In long-term marriages or domestic partnerships, typically in excess of 10 years, ‘permanent’ spousal support is not determined by a guideline formula but instead by Family Code § 4320, which lists a number of factors that Courts must examine. In many cases considering these factors results in a lower support entitlement or obligation than at the temporary stage, but the chief considerations are (1) the length of the marriage or domestic partnership; (2) the marital standard of living established during the final years of the marriage, (3) what each person pays or can pay to keep the standard of living they had during the marriage; and (4) the age and health of both people. The permanent support order then becomes part of the Final Judgment.
Earning capacity and the standard of living during the marriage or partnership
A judge must consider what each spouse or partner can earn to keep a standard of living close to what they each had during the marriage or partnership.
To do this, the judge looks at the:
- Marketable skills of the spouse or partner getting support;
- Job market for those skills;
- Time and expense the spouse or partner who gets support will need to get the education or training to develop more marketable skills or to get a job;
- Extent that the earning capacity (the ability to earn income) of the spouse or partner who gets support was impaired by periods of unemployment during the marriage/partnership when he or she was devoted to domestic duties.
Length of the marriage or domestic partnership
The length of a permanent or long-term spousal or partner support order depends on the length of the marriage or domestic partnership. The goal of spousal or partner support is that the spouse getting support should be able to support themself within a reasonable period of time.
In general, a “reasonable period of time” may be one-half the length of the marriage/partnership, if it is not a long marriage. But the judge has the power to make a different decision given the specific circumstances of the case.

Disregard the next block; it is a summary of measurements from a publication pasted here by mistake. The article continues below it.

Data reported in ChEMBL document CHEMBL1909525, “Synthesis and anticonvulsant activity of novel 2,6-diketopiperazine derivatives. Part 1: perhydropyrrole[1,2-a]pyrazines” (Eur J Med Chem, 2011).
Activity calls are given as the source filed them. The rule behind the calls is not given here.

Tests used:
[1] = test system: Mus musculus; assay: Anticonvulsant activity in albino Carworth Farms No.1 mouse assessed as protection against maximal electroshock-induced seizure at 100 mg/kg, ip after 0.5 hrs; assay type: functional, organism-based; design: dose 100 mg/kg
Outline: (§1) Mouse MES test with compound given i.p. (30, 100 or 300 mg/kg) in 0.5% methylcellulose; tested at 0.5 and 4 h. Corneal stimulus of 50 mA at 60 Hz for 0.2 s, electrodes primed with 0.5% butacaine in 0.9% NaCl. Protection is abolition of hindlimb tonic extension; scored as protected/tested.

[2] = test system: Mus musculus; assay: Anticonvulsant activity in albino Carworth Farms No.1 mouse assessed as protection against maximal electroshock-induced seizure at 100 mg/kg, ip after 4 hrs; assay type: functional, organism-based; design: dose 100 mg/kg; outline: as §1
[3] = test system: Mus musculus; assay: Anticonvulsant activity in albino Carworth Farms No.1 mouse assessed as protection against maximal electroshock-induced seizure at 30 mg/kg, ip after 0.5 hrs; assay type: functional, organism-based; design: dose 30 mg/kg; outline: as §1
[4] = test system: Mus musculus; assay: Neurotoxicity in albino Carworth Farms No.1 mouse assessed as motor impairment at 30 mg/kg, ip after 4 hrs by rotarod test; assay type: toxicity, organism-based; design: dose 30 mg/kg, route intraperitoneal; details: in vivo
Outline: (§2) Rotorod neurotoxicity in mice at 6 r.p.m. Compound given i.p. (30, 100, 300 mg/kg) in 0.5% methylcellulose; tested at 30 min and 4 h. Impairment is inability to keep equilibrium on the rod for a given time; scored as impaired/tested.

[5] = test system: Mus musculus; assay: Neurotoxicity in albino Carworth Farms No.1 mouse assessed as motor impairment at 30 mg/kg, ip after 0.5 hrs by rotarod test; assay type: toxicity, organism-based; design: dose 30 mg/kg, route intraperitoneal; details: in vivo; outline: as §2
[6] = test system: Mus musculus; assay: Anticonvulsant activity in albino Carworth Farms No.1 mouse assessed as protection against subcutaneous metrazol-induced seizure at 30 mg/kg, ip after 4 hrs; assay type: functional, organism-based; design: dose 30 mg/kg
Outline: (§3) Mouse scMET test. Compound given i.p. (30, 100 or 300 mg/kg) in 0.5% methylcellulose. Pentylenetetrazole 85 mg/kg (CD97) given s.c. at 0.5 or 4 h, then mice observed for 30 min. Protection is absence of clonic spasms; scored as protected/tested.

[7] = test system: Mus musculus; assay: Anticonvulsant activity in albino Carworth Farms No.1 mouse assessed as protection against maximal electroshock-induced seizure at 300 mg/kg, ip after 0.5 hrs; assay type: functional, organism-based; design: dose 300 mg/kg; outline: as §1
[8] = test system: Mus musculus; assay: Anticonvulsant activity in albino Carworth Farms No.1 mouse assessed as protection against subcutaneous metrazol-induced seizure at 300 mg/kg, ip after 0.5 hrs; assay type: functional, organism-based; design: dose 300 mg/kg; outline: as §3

There is an important exception. When a marriage or partnership is considered a “long-term” (usually 10 years or more), the judge may not set an end date for the spousal support.
The length of the marriage or domestic partnership is from the date of the marriage to the date of the separation. The date of separation can have very important consequences when it comes to deciding spousal or partner support and dividing assets and debts.
Domestic violence and spousal or partner support
When deciding spousal or partner support, the judge must consider evidence of any history of domestic violence between the parties. When the spouse or partner that would pay the support is the abusive person, the judge will consider the emotional distress resulting from the violence suffered by the spouse or partner to be supported.
The judge will also consider any history of violence at the hands of the spouse or partner to be supported against the person that would pay the support. The law presumes that an abusive spouse or partner, who has a criminal conviction for domestic violence against the other spouse or partner, should not receive spousal or partner support.
Complications often arise when a non-custodial parent refuses to find employment or when a payor spouse fails to report their earnings honestly or financial benefits they are receiving through their employment.
If you are ordered to pay spousal support and have a new mate or spouse, their income is generally irrelevant for purposes of setting either temporary or permanent support. But, if you are the spouse or partner receiving support and live with a new mate, that may create a presumption that you need less money for need for support.
If you have to pay spousal support to your former partner, you may want to consider having them evaluated by a vocational counselor. The purpose of the evaluation is to assess the current and/or future ability of the supported spouse or partner to work and earn an income. If the supported spouse does not make an effort to obtain employment based on the vocational evaluation, it may result in the court lowering or terminating their spousal or partner support.
Remarriage of your former spouse, or a new domestic partnership, will terminate your spousal support obligation. So will the death of either party.
Support orders are very important. You must have an experienced support attorney who knows the legal details to obtain a fair and just outcome at the outset because once the Court makes an initial order, you could be stuck with it for years.